While not a legal term, I would say this is a creative wordsmithing terminology and I vote for its inclusion in the common employment vernacular. Have a read in Can an employee ever ASK for a severance package for an example of usage back in 2009.
Risk is a good reason to sum up why an employer might accept to offer a pre-emptive severance. Think this through:
It is a common understanding that severance is generally only offered if the termination of employment was initiated by the Employer, but there are steps an employee can take that might push the employer to the point where they would have terminated the employee anyway.
- Poor performance, employee may deliberately under perform or cut corners in their work almost to the point of becoming negligent.
- Lapse of certification, in some industries it might be enough for the employee to not renew a required certification or to deliberately fail an assessment.
- Toxic personality, its pretty easy to become abrasive to fellow employees, or clients without being openly offensive, at some point you will attract enough attention that you will be asked to leave.
A reasonable employer who is made aware that an employee wants to leave, but is hanging on until they become entitled to severance, might choose to avoid finding out what interesting tactics the employee might deploy to bring about their termination.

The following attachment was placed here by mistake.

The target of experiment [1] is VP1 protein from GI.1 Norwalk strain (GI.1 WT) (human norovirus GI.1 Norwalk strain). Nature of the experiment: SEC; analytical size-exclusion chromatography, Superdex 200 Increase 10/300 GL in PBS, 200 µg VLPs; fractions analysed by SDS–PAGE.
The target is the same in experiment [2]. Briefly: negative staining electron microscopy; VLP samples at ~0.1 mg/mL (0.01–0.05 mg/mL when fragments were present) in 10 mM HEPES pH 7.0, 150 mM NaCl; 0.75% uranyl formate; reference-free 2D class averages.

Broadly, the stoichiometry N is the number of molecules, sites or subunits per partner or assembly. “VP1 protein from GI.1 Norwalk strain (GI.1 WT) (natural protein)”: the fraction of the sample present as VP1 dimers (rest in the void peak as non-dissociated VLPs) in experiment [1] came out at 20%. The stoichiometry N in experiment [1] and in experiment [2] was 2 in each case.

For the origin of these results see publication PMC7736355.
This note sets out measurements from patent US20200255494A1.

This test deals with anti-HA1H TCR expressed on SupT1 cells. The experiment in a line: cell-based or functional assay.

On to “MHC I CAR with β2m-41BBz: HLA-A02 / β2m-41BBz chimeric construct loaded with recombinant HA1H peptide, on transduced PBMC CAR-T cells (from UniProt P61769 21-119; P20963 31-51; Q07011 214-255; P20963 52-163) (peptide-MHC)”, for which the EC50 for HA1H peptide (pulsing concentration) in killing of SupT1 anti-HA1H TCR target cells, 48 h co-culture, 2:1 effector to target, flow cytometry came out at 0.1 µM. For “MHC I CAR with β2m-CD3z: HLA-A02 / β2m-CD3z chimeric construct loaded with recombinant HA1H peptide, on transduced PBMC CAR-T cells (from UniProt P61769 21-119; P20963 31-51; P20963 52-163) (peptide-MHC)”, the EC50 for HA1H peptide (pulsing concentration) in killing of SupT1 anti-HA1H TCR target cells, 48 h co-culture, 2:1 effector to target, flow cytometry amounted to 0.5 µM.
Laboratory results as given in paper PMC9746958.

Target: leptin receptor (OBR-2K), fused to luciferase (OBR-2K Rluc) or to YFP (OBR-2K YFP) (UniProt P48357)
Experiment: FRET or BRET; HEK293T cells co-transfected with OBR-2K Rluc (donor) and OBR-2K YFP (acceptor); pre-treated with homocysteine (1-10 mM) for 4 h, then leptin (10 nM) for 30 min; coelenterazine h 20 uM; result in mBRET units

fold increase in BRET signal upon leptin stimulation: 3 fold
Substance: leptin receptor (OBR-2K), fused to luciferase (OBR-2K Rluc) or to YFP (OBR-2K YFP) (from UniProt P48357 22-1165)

I once heard a story from some mates from school who started as juniors part time at a supermarket. One of the day shift workers who trained them, who was by all accounts a "cool guy" and a model employee came to them with a dilemma a few months in. He wanted to move overseas, but the opportunity was not going to be open for long and he wanted his long service leave to be paid out as he had been working for 13 years and 4 months, just 8 months away from the magical 14 years needed for his long service. He asked the local manager about an early payout, who said it couldn't be done and that if he took the request any higher he would probably be fired on the spot. What happened next was that his work ethic changed dramatically, it was the job of the juniors to cover for him when he was sleeping behind the pallets in the store room and in return he would provide lunch and snacks for them whenever needed, because he had authority to write off damaged stock and did most of the re-ordering. This and other activities fostered a general distrust of management (and an influx of job applications from school!) and created an overall toxic work culture that pretty much affected or infected everyone who worked there. Eventually a senior staff member who was fed-up with the shenanigans offered an alternate resolution, it turns out that he had a lot of sick leave banked up, that cannot be paid out, so why not use up the sick leave as he was clearly stressed out, then go on an extended holiday to use up any holiday pay that was left, then come back and work for a few weeks to meet the 14 year limit and then you will get the payout that you are seeking even if you choose to quit.
The advice was taken, but the damage was done, the shenanigans had become learned behaviours and part of culture at that workplace, customers even stopped going to the store and it did eventually close. There was no other significant changes in the local community but this perfectly situated store with good prices went from 8 checkouts with lines of customers to a single register being opened that could cover peek times and the store closing during non-peak times. In a period of less than 2 years.
My observation of the whole experience was that in the end it would have been a smart business decision to have come to an early arrangement to satisfy what would have been a reasonable request at the time.